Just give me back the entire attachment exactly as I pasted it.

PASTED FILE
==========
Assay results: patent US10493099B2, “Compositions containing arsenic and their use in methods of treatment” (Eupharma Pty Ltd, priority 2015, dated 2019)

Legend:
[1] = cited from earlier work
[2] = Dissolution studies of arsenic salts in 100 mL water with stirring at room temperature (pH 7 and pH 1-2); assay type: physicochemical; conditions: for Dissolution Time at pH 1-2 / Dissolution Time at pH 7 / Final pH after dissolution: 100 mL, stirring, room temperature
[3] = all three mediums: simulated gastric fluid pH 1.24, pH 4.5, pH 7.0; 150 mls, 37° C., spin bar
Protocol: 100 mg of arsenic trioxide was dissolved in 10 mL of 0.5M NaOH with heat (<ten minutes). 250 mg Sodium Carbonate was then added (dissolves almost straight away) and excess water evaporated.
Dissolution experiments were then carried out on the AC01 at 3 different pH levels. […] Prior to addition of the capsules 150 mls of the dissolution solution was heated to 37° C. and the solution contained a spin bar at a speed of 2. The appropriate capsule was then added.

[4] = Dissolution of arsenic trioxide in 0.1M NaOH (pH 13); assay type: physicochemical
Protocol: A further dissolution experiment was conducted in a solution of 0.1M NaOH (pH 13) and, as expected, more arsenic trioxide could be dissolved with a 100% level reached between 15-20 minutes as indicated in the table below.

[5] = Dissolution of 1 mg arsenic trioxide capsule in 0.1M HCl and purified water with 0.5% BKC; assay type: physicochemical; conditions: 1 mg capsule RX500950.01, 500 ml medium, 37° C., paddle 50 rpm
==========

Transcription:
Assay results: patent US10493099B2, “Compositions containing arsenic and their use in methods of treatment” (Eupharma Pty Ltd, priority 2015, dated 2019)

Legend:
[1] = cited from earlier work
[2] = Dissolution studies of arsenic salts in 100 mL water with stirring at room temperature (pH 7 and pH 1-2); assay type: physicochemical; conditions: for Dissolution Time at pH 1-2 / Dissolution Time at pH 7 / Final pH after dissolution: 100 mL, stirring, room temperature
[3] = all three mediums: simulated gastric fluid pH 1.24, pH 4.5, pH 7.0; 150 mls, 37° C., spin bar
Protocol: 100 mg of arsenic trioxide was dissolved in 10 mL of 0.5M NaOH with heat (<ten minutes). 250 mg Sodium Carbonate was then added (dissolves almost straight away) and excess water evaporated.
Dissolution experiments were then carried out on the AC01 at 3 different pH levels. […] Prior to addition of the capsules 150 mls of the dissolution solution was heated to 37° C. and the solution contained a spin bar at a speed of 2. The appropriate capsule was then added.

[4] = Dissolution of arsenic trioxide in 0.1M NaOH (pH 13); assay type: physicochemical
Protocol: A further dissolution experiment was conducted in a solution of 0.1M NaOH (pH 13) and, as expected, more arsenic trioxide could be dissolved with a 100% level reached between 15-20 minutes as indicated in the table below.

[5] = Dissolution of 1 mg arsenic trioxide capsule in 0.1M HCl and purified water with 0.5% BKC; assay type: physicochemical; conditions: 1 mg capsule RX500950.01, 500 ml medium, 37° C., paddle 50 rpm